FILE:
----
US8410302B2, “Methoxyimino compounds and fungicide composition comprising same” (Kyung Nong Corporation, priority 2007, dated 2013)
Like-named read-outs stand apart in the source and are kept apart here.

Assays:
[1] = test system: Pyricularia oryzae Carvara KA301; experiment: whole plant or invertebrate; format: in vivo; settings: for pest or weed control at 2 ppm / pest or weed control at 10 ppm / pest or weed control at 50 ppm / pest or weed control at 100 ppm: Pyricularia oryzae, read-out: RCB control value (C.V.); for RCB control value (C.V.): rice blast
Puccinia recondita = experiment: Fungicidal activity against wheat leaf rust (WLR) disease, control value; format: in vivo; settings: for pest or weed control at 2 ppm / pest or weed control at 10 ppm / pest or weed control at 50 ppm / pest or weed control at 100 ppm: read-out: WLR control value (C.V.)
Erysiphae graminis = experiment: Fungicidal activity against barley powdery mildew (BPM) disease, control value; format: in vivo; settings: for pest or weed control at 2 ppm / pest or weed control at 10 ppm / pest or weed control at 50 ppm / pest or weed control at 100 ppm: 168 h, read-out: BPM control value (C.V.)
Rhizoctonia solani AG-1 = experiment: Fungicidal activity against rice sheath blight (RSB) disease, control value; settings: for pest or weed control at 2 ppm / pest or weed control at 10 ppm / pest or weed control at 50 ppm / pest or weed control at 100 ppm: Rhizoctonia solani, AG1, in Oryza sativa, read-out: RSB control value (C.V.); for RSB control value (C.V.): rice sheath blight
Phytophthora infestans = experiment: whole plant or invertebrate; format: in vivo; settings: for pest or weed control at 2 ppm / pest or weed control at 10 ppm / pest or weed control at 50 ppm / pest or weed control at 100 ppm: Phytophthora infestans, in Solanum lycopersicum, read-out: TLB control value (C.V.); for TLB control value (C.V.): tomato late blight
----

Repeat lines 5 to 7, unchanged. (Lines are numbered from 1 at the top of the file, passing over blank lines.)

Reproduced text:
Puccinia recondita = experiment: Fungicidal activity against wheat leaf rust (WLR) disease, control value; format: in vivo; settings: for pest or weed control at 2 ppm / pest or weed control at 10 ppm / pest or weed control at 50 ppm / pest or weed control at 100 ppm: read-out: WLR control value (C.V.)
Erysiphae graminis = experiment: Fungicidal activity against barley powdery mildew (BPM) disease, control value; format: in vivo; settings: for pest or weed control at 2 ppm / pest or weed control at 10 ppm / pest or weed control at 50 ppm / pest or weed control at 100 ppm: 168 h, read-out: BPM control value (C.V.)
Rhizoctonia solani AG-1 = experiment: Fungicidal activity against rice sheath blight (RSB) disease, control value; settings: for pest or weed control at 2 ppm / pest or weed control at 10 ppm / pest or weed control at 50 ppm / pest or weed control at 100 ppm: Rhizoctonia solani, AG1, in Oryza sativa, read-out: RSB control value (C.V.); for RSB control value (C.V.): rice sheath blight